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Meeting at relational depth: outline of a 'research' workshop

I'm booked in for a course today with Professor Mick Cooper of the University of Strathclyde entitled "Meeting at relational depth: a research workshop".  The publicity blurb reads "This experiential workshop, which Mick Cooper has been running nationally and internationally since the publication of 'Working at relational depth in counselling and psychotherapy' (Sage, 2005), will give participants an opportunity to explore their experiences of relational depth, and to look at how it feels to meet others at this level of intensity - in both their therapeutic practice and everyday life.  Through practical exercises, pairs-work and small and large group discussion, the workshop will help participants develop a greater understanding of this encounter, and how they can come to deepen their levels of relating in their therapeutic work.  As a 'research workshop' ... participants will be invited to give consent for (fully anonymised) data to be collected during the workshop exercises, and this will be analysed and used in publications to help develop an understanding of relational depth". 

The pre-workshop information sheets go on to say "To enrol for this workshop, participants should be practitioners or trainees in the psychological therapies field.  Therapists from any orientation are welcome."  And a description of the workshop programme notes "The workshop is focused around four experiential exercises, exploring different facets of relational depth and how it can be facilitated in therapeutic practice:

  1. The experience of relational depth:  Participants will be invited to work in pairs to describe, verbally and through images, their experience of encountering others at a level of relational depth.

  2. Matching in the experience of relational depth:  Participants will be invited to work in pairs as 'client' and 'therapist' to undertake a short counselling session, and to complete forms on the level of depth they are experiencing, and on how the therapist is perceived.  After the 'session' these will be compared and discussed so that the match between the therapist's and client's experiences and perceptions can be explored.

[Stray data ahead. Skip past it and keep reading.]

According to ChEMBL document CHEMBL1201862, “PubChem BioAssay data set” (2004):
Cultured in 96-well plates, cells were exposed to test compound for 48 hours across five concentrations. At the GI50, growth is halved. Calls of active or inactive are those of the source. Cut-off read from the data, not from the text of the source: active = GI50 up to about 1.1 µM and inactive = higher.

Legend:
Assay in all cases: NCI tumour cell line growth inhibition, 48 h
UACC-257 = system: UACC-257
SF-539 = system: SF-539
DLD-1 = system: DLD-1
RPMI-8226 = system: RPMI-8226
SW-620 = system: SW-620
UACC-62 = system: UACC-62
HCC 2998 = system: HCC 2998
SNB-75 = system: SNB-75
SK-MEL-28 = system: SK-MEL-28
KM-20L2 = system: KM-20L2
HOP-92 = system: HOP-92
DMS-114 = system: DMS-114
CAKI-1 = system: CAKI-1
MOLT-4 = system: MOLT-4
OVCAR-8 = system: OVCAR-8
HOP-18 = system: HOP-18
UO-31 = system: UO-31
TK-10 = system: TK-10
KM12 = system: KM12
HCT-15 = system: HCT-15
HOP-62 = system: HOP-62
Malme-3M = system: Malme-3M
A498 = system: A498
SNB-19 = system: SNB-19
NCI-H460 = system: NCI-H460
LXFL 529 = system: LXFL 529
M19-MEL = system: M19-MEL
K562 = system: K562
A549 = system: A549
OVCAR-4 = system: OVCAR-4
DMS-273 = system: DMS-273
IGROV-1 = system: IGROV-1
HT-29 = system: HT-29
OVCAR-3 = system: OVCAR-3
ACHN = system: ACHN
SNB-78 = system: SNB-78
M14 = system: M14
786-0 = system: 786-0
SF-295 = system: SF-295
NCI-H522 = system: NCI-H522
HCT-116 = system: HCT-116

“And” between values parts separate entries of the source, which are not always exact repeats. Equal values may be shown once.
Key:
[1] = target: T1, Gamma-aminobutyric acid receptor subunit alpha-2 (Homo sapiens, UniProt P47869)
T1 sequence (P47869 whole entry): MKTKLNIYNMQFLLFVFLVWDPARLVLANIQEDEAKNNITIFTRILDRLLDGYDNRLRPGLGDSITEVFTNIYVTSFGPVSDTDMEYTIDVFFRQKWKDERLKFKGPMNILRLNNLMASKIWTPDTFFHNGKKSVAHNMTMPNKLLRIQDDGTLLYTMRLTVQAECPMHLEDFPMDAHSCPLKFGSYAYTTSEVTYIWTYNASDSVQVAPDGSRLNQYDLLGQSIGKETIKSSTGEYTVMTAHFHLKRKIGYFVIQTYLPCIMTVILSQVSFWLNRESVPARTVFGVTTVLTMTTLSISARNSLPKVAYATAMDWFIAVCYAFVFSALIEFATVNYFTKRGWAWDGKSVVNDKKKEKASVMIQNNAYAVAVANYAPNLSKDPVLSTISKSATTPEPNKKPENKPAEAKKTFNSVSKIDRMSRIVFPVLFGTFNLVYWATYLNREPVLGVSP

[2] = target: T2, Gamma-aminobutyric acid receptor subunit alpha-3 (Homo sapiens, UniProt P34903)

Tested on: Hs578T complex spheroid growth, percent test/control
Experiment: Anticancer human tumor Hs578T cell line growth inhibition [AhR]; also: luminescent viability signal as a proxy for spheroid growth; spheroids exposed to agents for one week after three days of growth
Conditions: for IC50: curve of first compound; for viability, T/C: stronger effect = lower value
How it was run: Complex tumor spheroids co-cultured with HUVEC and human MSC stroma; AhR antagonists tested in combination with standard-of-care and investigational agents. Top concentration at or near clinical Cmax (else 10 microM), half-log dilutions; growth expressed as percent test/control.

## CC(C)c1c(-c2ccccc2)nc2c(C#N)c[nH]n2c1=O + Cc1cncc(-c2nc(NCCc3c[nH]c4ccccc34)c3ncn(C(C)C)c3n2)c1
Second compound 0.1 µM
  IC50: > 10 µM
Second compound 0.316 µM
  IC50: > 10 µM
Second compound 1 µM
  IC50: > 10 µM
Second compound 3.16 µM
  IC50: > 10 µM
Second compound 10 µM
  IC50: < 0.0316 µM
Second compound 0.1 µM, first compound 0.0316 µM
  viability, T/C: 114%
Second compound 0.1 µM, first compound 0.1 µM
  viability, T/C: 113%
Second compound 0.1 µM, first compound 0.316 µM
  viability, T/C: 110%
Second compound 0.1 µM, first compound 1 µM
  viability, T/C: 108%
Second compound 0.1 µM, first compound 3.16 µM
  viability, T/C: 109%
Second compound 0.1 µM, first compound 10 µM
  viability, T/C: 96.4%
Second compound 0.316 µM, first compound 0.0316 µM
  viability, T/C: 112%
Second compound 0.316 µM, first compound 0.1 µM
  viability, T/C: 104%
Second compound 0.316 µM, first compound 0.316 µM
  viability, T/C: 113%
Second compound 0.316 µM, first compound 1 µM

3. Strategies of disconnection:  Participants will be invited to take some time, in pairs, to discuss the ways in which they may tend to disconnect from others.  There will then be time to explore the relevance of this to therapeutic practice.

  4. Personal characteristics that facilitate, and inhibit, interpersonal connectedness:  Working in small groups, participants will be invited to reflect on the qualities of fellow participants that might draw them in to, and make them wary of, establishing interpersonal contact.  They will then have an opportunity to feed this back to colleagues, and to hear from colleagues how they, themselves, are perceived.

As part of each of these exercises, participants will be asked to write down a range of perceptions, experiences or ratings on anonymised forms.  As a 'research workshop', participants will be invited to give their consent, at the commencement of the workshop, to these forms being retained for analysis.  Participants will be provided with copies of their forms on request.

I like the look of this workshop.  I feel a little awkward about the term 'relational depth', but the general subject area certainly seems interesting.  In their book (see above), Mearns & Cooper's working definition of relational depth is "A state of profound contact and engagement between two people, in which each person is fully real with the Other, and able to understand and value the Other's experiences at a high level."  Amongst many thinkers who they mention in their book, one of several I was struck by was the existential-humanistic therapist James Bugental.  I've slightly adapted one of Mick Cooper's handouts linking with Bugental's ideas in a subsequent post "Meeting at relational depth: a model"